D. P. Roy Chowdhury
D. P. Roy Chowdhury D. P. Roy Chowdhury D. P. Roy Chowdhury

D. P. Roy Chowdhury

D. P. Roy Chowdhury

D. P. Roy Chowdhury

1899 - 1975

D. P. Roy Chowdhury

Devi Prasad Roy Chowdhury was born in Tajhat (in present day Bangladesh) in 15 June 15 1899.

Roy Chowdhury learnt painting from Abanindranath Tagore, life drawing and portraiture from E. Boyess, and sculpting from Hiranmoy Roychoudhuri, with later training in Italy. Equally at ease with plaster and paint, Roy Chowdhury evolved his skills in bronze casting, and executed paintings that were an amalgam of the Chinese technique, the Japanese wash process, and his own scratching method, though his early paintings bore Tagore’s influence.

Roy Chowdhury joined the Madras College of Art as a student in 1928 and went on to become its principal. He chose his figures from the crowd in the streets in preference to studio models. His sculptures ranged from busts and life-sized statues to larger-than-life-size works. Among his notable public works are Dandi March in New Delhi; the bronze statue of Chithira Tirunal Balarama Varma, the last ruler of Travancore who in a historic proclamation, had opened Hindu temples to all castes and communities in 1936, in Thiruvananthapuram; Martyrs’ Memorial in Patna; and the Triumph of Labour sculpture in Chennai.

He was honoured by the colonial government as the Most Exalted Member of the British Empire (M.B.E) in 1937. In 1958, the President of India awarded him the Padma Bhushan, and he received an honorary doctorate from Rabindra Bharati University in 1968. Chowdhury’s works are included in major national and international collections. He passed away on 15 October 1975.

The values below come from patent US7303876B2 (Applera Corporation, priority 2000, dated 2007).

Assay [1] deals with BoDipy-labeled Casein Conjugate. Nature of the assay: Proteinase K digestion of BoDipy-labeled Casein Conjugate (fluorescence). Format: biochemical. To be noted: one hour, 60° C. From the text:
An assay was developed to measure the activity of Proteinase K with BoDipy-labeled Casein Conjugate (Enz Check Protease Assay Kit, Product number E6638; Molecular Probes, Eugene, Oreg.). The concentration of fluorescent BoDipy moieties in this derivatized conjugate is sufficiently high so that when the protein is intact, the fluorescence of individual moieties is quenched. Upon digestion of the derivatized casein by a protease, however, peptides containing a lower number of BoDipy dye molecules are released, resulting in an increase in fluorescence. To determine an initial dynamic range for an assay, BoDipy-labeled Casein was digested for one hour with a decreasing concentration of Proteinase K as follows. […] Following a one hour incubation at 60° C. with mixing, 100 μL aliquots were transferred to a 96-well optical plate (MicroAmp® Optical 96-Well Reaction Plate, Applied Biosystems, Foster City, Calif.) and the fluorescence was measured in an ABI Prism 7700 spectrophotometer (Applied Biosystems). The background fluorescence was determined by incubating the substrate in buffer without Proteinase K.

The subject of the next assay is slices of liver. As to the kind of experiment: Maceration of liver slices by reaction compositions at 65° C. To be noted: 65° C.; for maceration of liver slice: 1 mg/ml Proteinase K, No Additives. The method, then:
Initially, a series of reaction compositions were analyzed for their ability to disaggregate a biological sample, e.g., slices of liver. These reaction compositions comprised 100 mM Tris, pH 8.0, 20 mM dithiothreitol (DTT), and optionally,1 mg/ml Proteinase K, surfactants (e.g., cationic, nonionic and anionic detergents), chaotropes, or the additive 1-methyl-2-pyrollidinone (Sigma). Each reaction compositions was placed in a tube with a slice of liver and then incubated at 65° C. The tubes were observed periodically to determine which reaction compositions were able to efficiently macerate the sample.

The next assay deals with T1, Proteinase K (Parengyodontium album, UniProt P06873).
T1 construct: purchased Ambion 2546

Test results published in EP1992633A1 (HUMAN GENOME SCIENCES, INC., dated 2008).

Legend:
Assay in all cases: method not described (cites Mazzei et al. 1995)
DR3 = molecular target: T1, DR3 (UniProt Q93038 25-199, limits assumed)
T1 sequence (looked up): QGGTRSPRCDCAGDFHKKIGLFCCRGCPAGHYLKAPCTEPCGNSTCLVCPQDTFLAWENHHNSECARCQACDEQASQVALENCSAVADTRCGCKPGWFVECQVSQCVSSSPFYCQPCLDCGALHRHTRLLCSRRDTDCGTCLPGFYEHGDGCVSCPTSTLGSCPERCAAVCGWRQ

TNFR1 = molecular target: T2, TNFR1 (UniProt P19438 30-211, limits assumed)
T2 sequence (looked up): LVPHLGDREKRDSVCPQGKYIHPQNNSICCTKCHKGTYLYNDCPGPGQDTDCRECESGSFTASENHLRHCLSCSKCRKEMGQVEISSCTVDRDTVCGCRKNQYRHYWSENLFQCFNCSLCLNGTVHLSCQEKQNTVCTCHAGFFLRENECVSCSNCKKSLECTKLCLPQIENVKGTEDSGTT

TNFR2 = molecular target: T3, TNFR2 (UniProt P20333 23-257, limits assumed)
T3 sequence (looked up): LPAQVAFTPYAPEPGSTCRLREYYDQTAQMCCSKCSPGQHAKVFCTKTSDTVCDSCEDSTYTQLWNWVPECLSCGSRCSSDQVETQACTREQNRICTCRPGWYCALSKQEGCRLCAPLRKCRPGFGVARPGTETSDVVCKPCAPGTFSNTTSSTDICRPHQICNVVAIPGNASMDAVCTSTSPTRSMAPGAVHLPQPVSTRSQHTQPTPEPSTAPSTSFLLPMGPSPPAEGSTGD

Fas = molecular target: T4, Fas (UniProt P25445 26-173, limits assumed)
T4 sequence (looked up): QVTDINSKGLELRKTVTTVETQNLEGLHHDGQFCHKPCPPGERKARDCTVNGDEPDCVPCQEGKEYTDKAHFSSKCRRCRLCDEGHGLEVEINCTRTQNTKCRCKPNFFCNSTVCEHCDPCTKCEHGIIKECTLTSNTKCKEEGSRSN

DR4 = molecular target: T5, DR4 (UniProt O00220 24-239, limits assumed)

‘A thing of beauty made, radiates its virtues not only to one who claims to be the creator, but also to those who are endowed with receptive quality’



dag exhibitions

The ‘Manifestations series of 20th Century Indian Art,’ Editions V, VI, VII, X

DAG, New Delhi, 2011-14

‘Indian Portraits: The Face of a People’

DAG, New Delhi, 2013; Mumbai, 2014  

‘Madras Modern: Regionalism and Identity’

DAG, Mumbai, 2019

‘Navrasa: The Nine Emotions of Art’

DAG, Mumbai and Delhi, 2020

‘Ways of Seeing: Women Artists | Women as Muse’

DAG, New Delhi, 2021  

‘The Wonder of India: Explorations Through 19th and 20th Century Art’

DAG, New York, 2021

‘Indian Blue: From Realism to Abstraction’

DAG, New Delhi, 2021

notable collections

National Gallery of Modern Art, New Delhi

Piramal Art Foundation, Mumbai

Government Museum and Art Gallery, Chandigarh

Jane and Kito de Boer Collection, Dubai and London

archival media

India Monitor

3 March, 1996

The Statesman

30 July, 1999